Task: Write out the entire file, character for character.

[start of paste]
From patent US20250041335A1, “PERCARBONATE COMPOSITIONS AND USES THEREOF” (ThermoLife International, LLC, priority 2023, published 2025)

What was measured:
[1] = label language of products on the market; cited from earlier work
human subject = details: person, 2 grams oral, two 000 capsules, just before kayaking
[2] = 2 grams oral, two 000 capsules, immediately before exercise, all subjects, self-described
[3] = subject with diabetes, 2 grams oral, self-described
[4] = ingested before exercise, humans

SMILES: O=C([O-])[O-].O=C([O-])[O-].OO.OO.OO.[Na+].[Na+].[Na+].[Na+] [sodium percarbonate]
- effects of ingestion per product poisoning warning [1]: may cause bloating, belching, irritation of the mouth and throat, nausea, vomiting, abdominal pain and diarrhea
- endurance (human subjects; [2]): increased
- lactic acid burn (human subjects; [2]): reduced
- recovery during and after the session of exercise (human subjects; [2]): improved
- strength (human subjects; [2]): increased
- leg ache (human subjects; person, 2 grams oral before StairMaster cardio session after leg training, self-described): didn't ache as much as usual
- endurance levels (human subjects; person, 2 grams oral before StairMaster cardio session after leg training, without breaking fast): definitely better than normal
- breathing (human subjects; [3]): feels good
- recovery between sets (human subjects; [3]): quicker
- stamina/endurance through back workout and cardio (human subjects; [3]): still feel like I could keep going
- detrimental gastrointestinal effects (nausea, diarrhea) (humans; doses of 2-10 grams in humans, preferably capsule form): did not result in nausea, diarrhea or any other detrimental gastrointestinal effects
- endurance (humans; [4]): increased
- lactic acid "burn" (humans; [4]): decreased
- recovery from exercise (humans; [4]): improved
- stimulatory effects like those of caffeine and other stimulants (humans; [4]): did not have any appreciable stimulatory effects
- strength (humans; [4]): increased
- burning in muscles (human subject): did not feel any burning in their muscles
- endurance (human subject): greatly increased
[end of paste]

From patent US20250041335A1, “PERCARBONATE COMPOSITIONS AND USES THEREOF” (ThermoLife International, LLC, priority 2023, published 2025)

What was measured:
[1] = label language of products on the market; cited from earlier work
human subject = details: person, 2 grams oral, two 000 capsules, just before kayaking
[2] = 2 grams oral, two 000 capsules, immediately before exercise, all subjects, self-described
[3] = subject with diabetes, 2 grams oral, self-described
[4] = ingested before exercise, humans

SMILES: O=C([O-])[O-].O=C([O-])[O-].OO.OO.OO.[Na+].[Na+].[Na+].[Na+] [sodium percarbonate]
- effects of ingestion per product poisoning warning [1]: may cause bloating, belching, irritation of the mouth and throat, nausea, vomiting, abdominal pain and diarrhea
- endurance (human subjects; [2]): increased
- lactic acid burn (human subjects; [2]): reduced
- recovery during and after the session of exercise (human subjects; [2]): improved
- strength (human subjects; [2]): increased
- leg ache (human subjects; person, 2 grams oral before StairMaster cardio session after leg training, self-described): didn't ache as much as usual
- endurance levels (human subjects; person, 2 grams oral before StairMaster cardio session after leg training, without breaking fast): definitely better than normal
- breathing (human subjects; [3]): feels good
- recovery between sets (human subjects; [3]): quicker
- stamina/endurance through back workout and cardio (human subjects; [3]): still feel like I could keep going
- detrimental gastrointestinal effects (nausea, diarrhea) (humans; doses of 2-10 grams in humans, preferably capsule form): did not result in nausea, diarrhea or any other detrimental gastrointestinal effects
- endurance (humans; [4]): increased
- lactic acid "burn" (humans; [4]): decreased
- recovery from exercise (humans; [4]): improved
- stimulatory effects like those of caffeine and other stimulants (humans; [4]): did not have any appreciable stimulatory effects
- strength (humans; [4]): increased
- burning in muscles (human subject): did not feel any burning in their muscles
- endurance (human subject): greatly increased